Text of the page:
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Broomfield’s New Mobile Home Park Rules Become Official

December 5, 2018

Former Front Range Manufactured Housing Community resident Anastasia Weatherford, right, is pictured with Shannon Ginn, left, on the porch of Weatherford's then-home in April 2017. Residents led an effort to improve legal rights for those in mobile home parks.

A year after Front Range Manufactured Housing Community residents began seeking help from Broomfield officials regarding management practices at the park, local laws were enacted to better protect tenants and help park owners understand what will be expected of them.

Council members voted unanimously Tuesday night to pass an ordinance that included publishing a handbook regarding the rules. Topics residents have brought forward included excessive or predatory towing, requiring upgrades to property and then requiring a reversal of those improvements, substantial increase in rent and utility charges, and in some cases, retaliation against residents who filed complaints.

The new rules clarify the right to privacy and management’s right to entry, mediation before manager’s take actions toward eviction, and prohibition of retaliation from management. The ordinance also will require park owners to annually post utility rates and the formula for how those will be computed, which will give tenants a way to see if a billed amount is being fairly charged.

Items added to the ordinance since the first reading include adding a private right-of-action clause and penalties for violating the ordinance.

“We could not do this without you,” former mobile home resident Anastasia Weatherford said. “We appreciate all of you very much. This is a huge victory for us and I couldn’t be more grateful.

Even though she has moved out of Broomfield, she still has friends at Front Range Manufactured Housing Community and wants to continue to advocate for their rights.

“I’m not walking away from them,” she said.

Before the vote, several council members told residents to keep in touch and keep them updated on their lives.

Broomfield officials said the new ordinance adheres to the Colorado Mobile Home Park Landlord-Tenant Act, which governs the rights and responsibilities of homeowners and park owners, while still clarifying items to address resident concerns.

Front Range Manufactured Housing Community attorney Aimee Bove applauded several items in the ordinance and said the handbook looked “fantastic” and that it will greatly benefit residents and park managers.

“I thought it was definitely on par, if not better, than the Longmont (handbook),” she said.

Her concerns included responsibility for large tree management, specifically large cottonwoods that die and become dangerous and expensive to remove. Another was a right-to-privacy and notifying residents 48 hours in advance of someone being on their property. That rule would make meter reading difficult for park management, she said, because employees often walk through yards.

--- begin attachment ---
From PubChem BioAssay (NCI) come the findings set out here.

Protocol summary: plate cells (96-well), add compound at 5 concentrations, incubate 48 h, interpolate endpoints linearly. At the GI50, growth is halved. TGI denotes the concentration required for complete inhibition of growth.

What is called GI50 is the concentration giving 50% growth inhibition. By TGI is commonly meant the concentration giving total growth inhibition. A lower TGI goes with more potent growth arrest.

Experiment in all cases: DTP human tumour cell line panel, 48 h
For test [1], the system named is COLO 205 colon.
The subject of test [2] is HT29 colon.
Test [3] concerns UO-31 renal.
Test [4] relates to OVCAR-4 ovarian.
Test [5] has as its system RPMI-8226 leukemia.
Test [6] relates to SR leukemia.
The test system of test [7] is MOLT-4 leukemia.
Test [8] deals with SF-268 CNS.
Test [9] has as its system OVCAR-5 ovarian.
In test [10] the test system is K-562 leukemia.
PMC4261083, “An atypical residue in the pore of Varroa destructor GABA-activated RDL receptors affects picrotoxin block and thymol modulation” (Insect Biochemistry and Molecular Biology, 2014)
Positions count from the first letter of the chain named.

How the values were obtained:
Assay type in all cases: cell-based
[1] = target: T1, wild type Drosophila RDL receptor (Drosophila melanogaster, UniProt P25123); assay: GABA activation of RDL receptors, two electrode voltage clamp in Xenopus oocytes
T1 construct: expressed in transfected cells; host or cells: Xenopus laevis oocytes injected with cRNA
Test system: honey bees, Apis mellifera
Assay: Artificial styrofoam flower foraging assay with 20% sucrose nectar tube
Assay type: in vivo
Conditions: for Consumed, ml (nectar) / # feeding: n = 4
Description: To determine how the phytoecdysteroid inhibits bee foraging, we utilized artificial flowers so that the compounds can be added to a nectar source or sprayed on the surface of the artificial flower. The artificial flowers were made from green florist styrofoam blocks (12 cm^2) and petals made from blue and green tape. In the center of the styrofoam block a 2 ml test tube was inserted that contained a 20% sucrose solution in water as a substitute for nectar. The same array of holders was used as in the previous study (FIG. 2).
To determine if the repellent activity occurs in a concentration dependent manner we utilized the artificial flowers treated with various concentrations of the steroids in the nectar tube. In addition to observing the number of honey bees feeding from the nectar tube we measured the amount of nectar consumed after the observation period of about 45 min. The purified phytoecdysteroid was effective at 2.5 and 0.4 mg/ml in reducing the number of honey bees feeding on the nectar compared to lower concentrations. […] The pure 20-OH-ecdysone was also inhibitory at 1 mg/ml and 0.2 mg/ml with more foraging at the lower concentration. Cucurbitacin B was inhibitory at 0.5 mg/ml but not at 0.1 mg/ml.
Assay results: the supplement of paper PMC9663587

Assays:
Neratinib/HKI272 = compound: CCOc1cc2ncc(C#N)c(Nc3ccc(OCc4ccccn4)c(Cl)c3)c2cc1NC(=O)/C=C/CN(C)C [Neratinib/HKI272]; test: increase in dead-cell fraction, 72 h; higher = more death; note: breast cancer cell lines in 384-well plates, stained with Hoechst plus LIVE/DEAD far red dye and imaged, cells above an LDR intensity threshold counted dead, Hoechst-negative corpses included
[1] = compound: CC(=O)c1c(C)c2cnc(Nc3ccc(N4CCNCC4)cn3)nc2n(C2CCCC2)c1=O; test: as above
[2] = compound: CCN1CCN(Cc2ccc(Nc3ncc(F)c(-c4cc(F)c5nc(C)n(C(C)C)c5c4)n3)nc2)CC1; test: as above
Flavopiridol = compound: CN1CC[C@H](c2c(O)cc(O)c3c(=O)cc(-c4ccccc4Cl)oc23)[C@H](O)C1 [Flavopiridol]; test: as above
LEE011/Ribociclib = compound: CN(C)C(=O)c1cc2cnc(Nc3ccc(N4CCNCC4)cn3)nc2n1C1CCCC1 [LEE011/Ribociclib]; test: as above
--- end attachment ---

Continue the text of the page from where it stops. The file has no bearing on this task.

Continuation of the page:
If that portion passes, Bove said, she can envision an influx of litigation.

Broomfield staff suggested one solution — scheduling out readings for the month and notifying residents then. An attorney with the city said the rule applies to the residence, and didn’t think it was the intent to restrict reading of meters.

Park manager Liz Shepherd, who assumed the role after previous manager Jeff Wiebold left, said she has heard about complaints in the past — and stories of retaliation.

“I want everyone to know that’s not what I’m about,” she said. “I really want to be part of the community. I want our community to be great.”

Shepherd, who sat amid park residents at the meeting, said the park includes more than 580 homes, but that she is trying to get to know everyone. Retaliation is not something she will allow her employees to do either, she said, and if something is reported, it will be addressed.

Several council members again thanked residents for coming forward with their issues.

Ward 5 Councilman David Beacom said he thinks the entire council, and Broomfield staff, have come up with something that shows that “everybody who is a resident of Broomfield gets treated well.” While the ordinance is not perfect, Broomfield now has something that will work to help people.

“It can be used as a tool and model for neighbors to use also,” he said. “I have been so proud of the council, Broomfield and the residents of the mobile home park and their dedication to getting it resolved,” he said.

In late October, Broomfield officials agreed to enter into an intergovernmental agreement with Adams County, Westminster, Aurora, Thornton, Federal Heights, Brighton and Commerce City to support the creation of a legal office in the north metro area. It will be staffed by attorneys and Colorado Legal Services staff to provide mobile home park residents and other tenants with legal advice and representation relating to landlord-tenant issues.

Broomfield agreed to pay $15,000 a year for two years to start the program. That money will come from the Community Development Block Grant program.

Jennifer Rios: 303-473-1361, riosj@broomfieldenterprise.com or Twitter.com/Jennifer_Rios

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